From Childhood to Adolescence, p. 12.
If the first plane of development can be called the “play-age” (Montessori, The Formation of Man), then the second plane of development may be classified as the “age of rules.” In fact, Montessori tells us that “A second side of education at this age concerns the child’s exploration of the moral field.” (Montessori, To Educate the Human Potential, p. 4.) It is during this time that children consciously consider, explore, and question universal morality. This is also the age when children learn about and internalize universal principles of right and wrong.
As elementary-age children begin to pull away from their family’s identity and start to develop their own identity, they also move toward their own understanding of right and wrong. In order to do so, they must question the behavior of others. Often, this takes the form of “tattling,” telling an adult about a certain behavior in order to learn, from the adult’s reaction, if the behavior is acceptable.
The Age of Morals and Ethical Thinking: The Second Plane of Development
This is also the age of champions who want to fight injustice. It is a time of heroes, superheroes, and villains, as children use their imagination to protect and defend those who are hurt unjustly. Play, at home and on the playground, finds children fighting for the rights of those around them. The fantasy world of myths, legends, and fairytales comes alive as they role-play and explore morals, customs, feelings, and emotions.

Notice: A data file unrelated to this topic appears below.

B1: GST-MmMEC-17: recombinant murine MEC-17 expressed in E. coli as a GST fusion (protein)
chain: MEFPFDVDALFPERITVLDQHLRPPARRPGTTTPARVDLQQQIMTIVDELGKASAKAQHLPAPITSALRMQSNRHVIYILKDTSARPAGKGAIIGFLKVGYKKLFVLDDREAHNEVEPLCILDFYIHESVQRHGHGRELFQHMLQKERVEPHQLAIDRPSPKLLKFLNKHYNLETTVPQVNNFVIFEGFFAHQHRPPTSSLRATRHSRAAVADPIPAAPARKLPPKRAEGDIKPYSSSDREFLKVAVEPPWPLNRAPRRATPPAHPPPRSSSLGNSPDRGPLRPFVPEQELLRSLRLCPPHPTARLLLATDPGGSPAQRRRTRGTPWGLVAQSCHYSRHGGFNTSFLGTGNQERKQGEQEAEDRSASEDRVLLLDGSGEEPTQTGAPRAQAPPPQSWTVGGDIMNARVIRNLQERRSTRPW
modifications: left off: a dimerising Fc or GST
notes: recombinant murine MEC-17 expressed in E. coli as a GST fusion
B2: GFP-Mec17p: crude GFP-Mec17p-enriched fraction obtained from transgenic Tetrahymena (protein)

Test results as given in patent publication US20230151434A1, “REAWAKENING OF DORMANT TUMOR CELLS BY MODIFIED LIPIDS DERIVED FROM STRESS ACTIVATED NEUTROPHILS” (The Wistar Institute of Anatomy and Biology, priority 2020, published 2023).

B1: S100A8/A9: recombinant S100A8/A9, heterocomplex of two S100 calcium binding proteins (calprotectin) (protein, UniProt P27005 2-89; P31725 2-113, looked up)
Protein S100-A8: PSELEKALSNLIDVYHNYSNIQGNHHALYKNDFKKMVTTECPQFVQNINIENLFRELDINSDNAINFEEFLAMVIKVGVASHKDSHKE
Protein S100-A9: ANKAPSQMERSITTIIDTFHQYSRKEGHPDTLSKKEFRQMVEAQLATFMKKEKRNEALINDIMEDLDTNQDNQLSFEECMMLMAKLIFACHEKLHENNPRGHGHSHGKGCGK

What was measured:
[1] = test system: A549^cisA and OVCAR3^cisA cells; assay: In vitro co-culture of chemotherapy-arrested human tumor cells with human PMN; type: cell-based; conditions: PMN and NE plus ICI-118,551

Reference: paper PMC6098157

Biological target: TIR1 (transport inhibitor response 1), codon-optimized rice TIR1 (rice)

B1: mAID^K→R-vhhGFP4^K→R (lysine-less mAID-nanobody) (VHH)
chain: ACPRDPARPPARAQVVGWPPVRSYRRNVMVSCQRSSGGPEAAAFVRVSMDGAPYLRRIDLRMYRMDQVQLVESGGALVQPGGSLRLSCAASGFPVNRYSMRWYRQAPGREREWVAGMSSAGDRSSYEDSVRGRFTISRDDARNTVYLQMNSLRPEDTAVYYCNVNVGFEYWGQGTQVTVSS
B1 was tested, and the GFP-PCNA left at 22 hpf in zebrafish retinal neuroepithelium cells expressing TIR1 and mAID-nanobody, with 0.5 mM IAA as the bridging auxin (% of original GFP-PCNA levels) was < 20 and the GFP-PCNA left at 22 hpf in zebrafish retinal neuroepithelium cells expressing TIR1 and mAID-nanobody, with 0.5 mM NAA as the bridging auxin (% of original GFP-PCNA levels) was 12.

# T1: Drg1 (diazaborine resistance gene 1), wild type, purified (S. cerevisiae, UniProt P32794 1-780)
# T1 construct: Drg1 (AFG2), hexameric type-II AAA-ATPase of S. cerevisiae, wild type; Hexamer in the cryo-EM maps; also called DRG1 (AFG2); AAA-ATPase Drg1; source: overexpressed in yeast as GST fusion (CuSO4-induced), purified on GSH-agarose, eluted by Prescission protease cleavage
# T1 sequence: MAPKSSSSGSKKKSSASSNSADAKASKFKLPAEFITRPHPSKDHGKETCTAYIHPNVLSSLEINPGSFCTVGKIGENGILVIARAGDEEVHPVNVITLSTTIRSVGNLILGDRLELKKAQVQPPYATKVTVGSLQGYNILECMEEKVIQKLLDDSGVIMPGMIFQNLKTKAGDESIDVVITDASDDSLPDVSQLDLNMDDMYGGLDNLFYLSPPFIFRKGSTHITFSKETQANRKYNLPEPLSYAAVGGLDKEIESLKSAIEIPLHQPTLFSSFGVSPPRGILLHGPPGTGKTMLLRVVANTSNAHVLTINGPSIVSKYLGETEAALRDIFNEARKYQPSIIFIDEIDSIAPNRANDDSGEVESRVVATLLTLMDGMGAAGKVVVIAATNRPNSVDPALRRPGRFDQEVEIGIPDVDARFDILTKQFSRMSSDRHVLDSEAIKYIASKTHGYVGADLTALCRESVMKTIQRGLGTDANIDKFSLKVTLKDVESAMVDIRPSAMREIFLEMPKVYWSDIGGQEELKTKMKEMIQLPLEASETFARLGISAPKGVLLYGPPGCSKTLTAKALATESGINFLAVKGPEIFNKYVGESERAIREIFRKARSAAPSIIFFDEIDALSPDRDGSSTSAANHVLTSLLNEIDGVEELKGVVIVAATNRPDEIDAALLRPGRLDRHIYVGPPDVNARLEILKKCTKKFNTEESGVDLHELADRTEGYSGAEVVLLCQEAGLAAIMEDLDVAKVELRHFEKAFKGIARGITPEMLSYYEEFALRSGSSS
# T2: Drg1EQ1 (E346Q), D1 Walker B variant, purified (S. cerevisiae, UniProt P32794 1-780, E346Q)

While learning the rules of society, elementary-age children come to terms with the ideas of fairness and inclusion. They have a deep-rooted need for the universality of rules.They need everyone to be treated the same way and feel slighted and resentful if there is inconsistency. Inconsistency threatens their sense of safety and security. “Deep down, each child knows he is only as worthy as any other child. Casting some children in negative roles puts the very being of each and every child at risk. If even one child can be cast aside as unworthy, no child is truly safe.” (Goertz, p.11)
Unlike the roller coaster of adolescence, the second plane of development is a time of calm and secure tranquility when the child is free to explore her ethical reasoning within the loving confines of home and family. She will stick up for the downtrodden, champion the underdog, and seek equality and justice for all.
© North American Montessori Center - originally posted in its entirety at Montessori Teacher Training on Monday, April 3, 2017.